The University of Portland has received over $3.8 million in coronavirus relief funds, according to Interim Director of Finance Eric Barger. Approximately $1.3 million will be used for direct aid to students. Most of the remaining funds will be used to offset lost revenues incurred due to COVID-19 and to pay for other ongoing expenses such as the Carbon Health COVID-19 services, Barger said.
These funds came from the second stimulus package as part of the Coronavirus Response and Relief Supplemental Appropriations Act (CRRSAA). This package was passed in late December, and allotted $22.7 billion to higher education. UP is receiving over one million dollars in additional funds compared to what was received from the CARES Act stimulus package passed last March.
The application for the relief grants will look very similar to the ones opened in June of 2020 for the CARES Act grants, Barger said. UP expects to open the application for the relief grants by the end of February.
The language and requirements in this stimulus bill are different from the CARES package. The CARES Act required that a minimum of 50% of the funds go to direct student aid. This time they are only requiring that the amount given in student aid matches the amount given in the CARES package.
Changed eligibility requirements now allow UP to consider the general needs of students on an individual basis.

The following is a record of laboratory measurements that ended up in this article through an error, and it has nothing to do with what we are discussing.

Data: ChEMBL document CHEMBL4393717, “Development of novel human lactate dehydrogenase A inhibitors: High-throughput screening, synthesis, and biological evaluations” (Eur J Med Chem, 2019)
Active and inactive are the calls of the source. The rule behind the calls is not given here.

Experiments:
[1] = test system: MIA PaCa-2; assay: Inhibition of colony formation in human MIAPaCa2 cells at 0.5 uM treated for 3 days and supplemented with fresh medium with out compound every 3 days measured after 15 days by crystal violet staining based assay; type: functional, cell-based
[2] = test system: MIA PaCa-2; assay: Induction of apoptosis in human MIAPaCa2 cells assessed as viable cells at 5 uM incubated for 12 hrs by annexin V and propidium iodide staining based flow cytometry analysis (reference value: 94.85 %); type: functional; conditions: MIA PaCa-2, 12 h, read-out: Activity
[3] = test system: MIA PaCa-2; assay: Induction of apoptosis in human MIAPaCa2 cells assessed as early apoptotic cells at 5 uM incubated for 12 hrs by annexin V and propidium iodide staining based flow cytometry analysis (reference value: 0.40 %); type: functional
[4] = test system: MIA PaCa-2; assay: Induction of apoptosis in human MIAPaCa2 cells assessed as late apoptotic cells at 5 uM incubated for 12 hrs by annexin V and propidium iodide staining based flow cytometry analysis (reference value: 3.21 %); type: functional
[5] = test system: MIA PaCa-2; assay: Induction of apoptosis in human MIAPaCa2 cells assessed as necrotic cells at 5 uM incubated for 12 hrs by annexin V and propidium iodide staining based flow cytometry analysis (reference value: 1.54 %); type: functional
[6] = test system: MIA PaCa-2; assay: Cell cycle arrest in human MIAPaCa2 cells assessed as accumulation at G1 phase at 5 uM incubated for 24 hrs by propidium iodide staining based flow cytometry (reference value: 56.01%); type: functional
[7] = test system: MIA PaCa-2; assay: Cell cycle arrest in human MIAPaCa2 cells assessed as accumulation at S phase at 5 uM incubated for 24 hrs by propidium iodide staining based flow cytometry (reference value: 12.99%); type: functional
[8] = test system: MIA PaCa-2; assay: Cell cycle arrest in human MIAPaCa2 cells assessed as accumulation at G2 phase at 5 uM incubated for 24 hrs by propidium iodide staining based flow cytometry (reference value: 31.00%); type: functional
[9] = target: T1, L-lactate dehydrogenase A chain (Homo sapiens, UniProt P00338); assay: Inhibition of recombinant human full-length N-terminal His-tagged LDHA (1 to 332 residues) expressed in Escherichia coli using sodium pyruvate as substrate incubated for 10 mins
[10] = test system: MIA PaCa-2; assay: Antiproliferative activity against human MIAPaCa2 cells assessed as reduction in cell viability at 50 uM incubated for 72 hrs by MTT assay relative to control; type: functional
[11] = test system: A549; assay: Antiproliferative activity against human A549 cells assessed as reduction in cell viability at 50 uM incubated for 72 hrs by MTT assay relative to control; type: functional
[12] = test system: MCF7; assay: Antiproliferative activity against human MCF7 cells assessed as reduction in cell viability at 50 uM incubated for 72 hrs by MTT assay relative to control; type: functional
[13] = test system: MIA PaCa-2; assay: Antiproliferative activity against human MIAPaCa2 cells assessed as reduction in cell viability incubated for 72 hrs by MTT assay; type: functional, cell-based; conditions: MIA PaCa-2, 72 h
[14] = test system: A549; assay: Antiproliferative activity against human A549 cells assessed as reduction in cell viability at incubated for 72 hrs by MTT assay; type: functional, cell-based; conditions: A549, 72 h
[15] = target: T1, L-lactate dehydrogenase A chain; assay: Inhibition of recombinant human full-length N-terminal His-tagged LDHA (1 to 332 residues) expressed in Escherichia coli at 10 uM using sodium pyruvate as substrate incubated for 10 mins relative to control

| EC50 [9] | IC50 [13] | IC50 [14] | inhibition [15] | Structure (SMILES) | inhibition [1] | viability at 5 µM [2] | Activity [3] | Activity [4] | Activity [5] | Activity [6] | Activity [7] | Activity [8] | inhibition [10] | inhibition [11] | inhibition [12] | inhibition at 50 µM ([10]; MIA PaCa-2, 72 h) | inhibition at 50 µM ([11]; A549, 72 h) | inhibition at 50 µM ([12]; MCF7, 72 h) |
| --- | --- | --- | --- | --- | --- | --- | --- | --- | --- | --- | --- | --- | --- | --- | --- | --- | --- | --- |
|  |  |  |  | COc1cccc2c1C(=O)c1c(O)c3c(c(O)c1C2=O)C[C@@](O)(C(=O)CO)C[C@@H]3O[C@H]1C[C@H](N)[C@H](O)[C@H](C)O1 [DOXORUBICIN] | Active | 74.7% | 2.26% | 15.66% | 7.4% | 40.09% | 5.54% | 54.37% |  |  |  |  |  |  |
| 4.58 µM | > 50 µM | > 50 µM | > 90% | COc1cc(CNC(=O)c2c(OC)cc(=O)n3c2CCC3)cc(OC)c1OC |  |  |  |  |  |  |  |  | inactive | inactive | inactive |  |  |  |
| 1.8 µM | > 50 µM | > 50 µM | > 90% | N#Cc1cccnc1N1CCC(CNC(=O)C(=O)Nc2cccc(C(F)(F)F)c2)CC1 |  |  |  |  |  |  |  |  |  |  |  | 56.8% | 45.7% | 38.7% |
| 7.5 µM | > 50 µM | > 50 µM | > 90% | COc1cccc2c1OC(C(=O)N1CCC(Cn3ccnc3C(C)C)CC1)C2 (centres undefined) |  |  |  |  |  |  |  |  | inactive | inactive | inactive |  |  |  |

“One of the changes is last time we were not allowed to consider the general need of students,” Barger said. “So for example, if we knew that student A had a higher expected family contribution than student B, from our financial aid work, we couldn’t take that into consideration. This time we’re actually being required to take that into consideration in some way, but we’re given very little guidance on how to do that.”
Unlike the CARES Act funds, eligibility for federal financial aid through FAFSA will not determine whether students can receive a grant. Graduate students will also be able to apply for the grants.
The CARES grants were not available to DACA or undocumented students last year. It is unclear at this time whether that is true for the new stimulus package, but there is no part of the bill that addresses eligibility for these students. The University is waiting for guidance on this issue.
The partial re-opening this spring has allowed UP to lift pay cuts, bring back a portion of furloughed employees and resume some capital projects. This is a good sign considering UP’s plans to reopen in the fall. Although this stimulus package and improved financial health is good news for UP, it won’t be nearly enough to offset the estimated $35 million in lost revenues for the year. Despite this, Barger says the University is doing better than originally expected.
“We are in relatively good shape in reference to where we wanted to be,” Barger said. “We’re still going to be taking a pretty big loss this year, so it’s not a great financial position overall. But it’s a manageable loss, it’s a tolerable loss, it’s one that our reserves can handle.”
Austin De Dios is the News and Managing Editor of The Beacon. He can be reached at firstname.lastname@example.org.